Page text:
They fought for, protected and defended our freedoms, but sadly, many of these brave men and women are struggling with life after service.
In getting to know William Allen, US Army veteran and founder of A Hero’s Home- a nonprofit helping homeless veterans by providing shelter and assistance with job training and placement-a few major issues came up that need to be addressed immediately.
An average of 22 veterans commit suicide on a daily basis.
Some veterans leave the service with PTSD, a major issue among veterans, but how is this being addressed? What if there were resources and training to those treating it and the veterans receiving treatment? A greater understanding of PTSD itself and what all of these men and women have experienced could make the treatment of PTSD a big player in the prevention of veteran suicide. Further knowledge of PTSD, including its symptoms and triggers could mean better treatment and better success rates. There also needs to be a general understanding and awareness of not only the family of the veterans, but the general public as well. Everyone needs to be aware of the warning signs of suicide, know what to watch for and know what sources are available in the event of a crisis.
There are thousands upon thousands of homeless vets across the country. As Allen stated, “The very people who put their lives on the line to defend our country cannot afford to live in it”. Each veteran’s situation is different, but with better financial planning, job placement assistance and other training programs put into place, this could better prepare service members during their transition. There is also the issue of assistance for homeless vets. There are programs available, just like the one Allen founded, yet many programs are only accessible online. A homeless veteran living on the street doesn’t exactly have the means to access a program for assistance online. There must be a better way to help get these resources in front of veterans without banging on the door of every homeless shelter in the county!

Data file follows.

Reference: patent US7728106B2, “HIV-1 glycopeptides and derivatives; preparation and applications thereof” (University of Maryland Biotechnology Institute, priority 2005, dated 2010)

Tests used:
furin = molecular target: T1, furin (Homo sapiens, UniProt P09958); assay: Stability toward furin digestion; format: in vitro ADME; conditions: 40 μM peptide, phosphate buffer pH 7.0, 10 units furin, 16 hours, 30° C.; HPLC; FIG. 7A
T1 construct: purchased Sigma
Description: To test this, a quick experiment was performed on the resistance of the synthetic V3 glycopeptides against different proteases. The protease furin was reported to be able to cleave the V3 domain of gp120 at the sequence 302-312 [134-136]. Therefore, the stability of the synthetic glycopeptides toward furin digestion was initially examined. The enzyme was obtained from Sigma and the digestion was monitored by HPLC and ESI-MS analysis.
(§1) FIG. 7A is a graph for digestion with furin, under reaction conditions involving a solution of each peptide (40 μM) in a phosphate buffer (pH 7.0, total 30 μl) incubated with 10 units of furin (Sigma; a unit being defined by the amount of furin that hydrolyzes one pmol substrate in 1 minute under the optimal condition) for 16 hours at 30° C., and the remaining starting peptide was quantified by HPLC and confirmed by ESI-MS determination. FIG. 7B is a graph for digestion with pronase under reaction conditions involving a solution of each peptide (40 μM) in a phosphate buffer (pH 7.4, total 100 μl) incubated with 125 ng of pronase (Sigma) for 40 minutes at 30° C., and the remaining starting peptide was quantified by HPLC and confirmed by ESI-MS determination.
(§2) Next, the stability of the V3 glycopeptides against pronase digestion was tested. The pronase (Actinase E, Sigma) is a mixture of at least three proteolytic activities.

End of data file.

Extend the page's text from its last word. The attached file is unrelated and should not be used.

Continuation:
The last issue discussed was wait times and access through the VA. Some veterans are waiting months to get appointments or are forced to travel long distances just to look for assistance. For a disabled veteran in need of attention, you can see how this would be frustrating. Veterans, especially those in the Vietnam era seem to have fallen through the cracks somewhere. Many of their claims are denied and they are forced through a long and tedious appeals process that can sometimes take years!
Together as Americans we can address these problems and change these statistics. Even one death is too many.
Brittany Judd is a millennial from St. Louis. She’s a sales coordinator for an electrical distribution company and a proud Whiskey Patriot. She supports our troops with care packages going overseas each week and started a foundation called “Legacy of Love” in honor of her grandpa, who passed away of cancer.